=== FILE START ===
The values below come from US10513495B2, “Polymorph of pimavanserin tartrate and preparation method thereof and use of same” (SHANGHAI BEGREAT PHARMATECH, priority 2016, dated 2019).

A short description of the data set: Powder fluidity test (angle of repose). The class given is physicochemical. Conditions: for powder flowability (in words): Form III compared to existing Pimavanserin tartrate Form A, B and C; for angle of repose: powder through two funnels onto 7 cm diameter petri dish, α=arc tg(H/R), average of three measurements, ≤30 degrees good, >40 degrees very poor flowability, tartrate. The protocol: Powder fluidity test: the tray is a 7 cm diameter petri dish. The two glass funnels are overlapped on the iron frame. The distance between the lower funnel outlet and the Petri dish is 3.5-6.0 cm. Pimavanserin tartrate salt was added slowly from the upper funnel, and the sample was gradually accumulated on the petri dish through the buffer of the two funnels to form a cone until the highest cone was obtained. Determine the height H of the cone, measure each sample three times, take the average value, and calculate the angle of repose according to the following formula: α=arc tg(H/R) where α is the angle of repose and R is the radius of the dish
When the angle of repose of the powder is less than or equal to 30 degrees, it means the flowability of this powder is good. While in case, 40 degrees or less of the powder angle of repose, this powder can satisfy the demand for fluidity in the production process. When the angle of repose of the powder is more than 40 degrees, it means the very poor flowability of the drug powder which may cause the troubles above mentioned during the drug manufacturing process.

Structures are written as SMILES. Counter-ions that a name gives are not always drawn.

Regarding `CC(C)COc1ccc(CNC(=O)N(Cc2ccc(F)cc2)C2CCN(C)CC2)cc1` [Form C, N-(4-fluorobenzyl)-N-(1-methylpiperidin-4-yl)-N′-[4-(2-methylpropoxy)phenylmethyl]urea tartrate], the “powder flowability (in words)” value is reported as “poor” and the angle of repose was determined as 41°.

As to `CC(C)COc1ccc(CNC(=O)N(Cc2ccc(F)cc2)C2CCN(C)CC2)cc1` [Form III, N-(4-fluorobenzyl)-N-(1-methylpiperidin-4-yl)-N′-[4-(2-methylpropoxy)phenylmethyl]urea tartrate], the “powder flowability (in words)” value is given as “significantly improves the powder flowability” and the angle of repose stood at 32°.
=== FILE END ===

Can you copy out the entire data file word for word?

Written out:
The values below come from US10513495B2, “Polymorph of pimavanserin tartrate and preparation method thereof and use of same” (SHANGHAI BEGREAT PHARMATECH, priority 2016, dated 2019).

A short description of the data set: Powder fluidity test (angle of repose). The class given is physicochemical. Conditions: for powder flowability (in words): Form III compared to existing Pimavanserin tartrate Form A, B and C; for angle of repose: powder through two funnels onto 7 cm diameter petri dish, α=arc tg(H/R), average of three measurements, ≤30 degrees good, >40 degrees very poor flowability, tartrate. The protocol: Powder fluidity test: the tray is a 7 cm diameter petri dish. The two glass funnels are overlapped on the iron frame. The distance between the lower funnel outlet and the Petri dish is 3.5-6.0 cm. Pimavanserin tartrate salt was added slowly from the upper funnel, and the sample was gradually accumulated on the petri dish through the buffer of the two funnels to form a cone until the highest cone was obtained. Determine the height H of the cone, measure each sample three times, take the average value, and calculate the angle of repose according to the following formula: α=arc tg(H/R) where α is the angle of repose and R is the radius of the dish
When the angle of repose of the powder is less than or equal to 30 degrees, it means the flowability of this powder is good. While in case, 40 degrees or less of the powder angle of repose, this powder can satisfy the demand for fluidity in the production process. When the angle of repose of the powder is more than 40 degrees, it means the very poor flowability of the drug powder which may cause the troubles above mentioned during the drug manufacturing process.

Structures are written as SMILES. Counter-ions that a name gives are not always drawn.

Regarding `CC(C)COc1ccc(CNC(=O)N(Cc2ccc(F)cc2)C2CCN(C)CC2)cc1` [Form C, N-(4-fluorobenzyl)-N-(1-methylpiperidin-4-yl)-N′-[4-(2-methylpropoxy)phenylmethyl]urea tartrate], the “powder flowability (in words)” value is reported as “poor” and the angle of repose was determined as 41°.

As to `CC(C)COc1ccc(CNC(=O)N(Cc2ccc(F)cc2)C2CCN(C)CC2)cc1` [Form III, N-(4-fluorobenzyl)-N-(1-methylpiperidin-4-yl)-N′-[4-(2-methylpropoxy)phenylmethyl]urea tartrate], the “powder flowability (in words)” value is given as “significantly improves the powder flowability” and the angle of repose stood at 32°.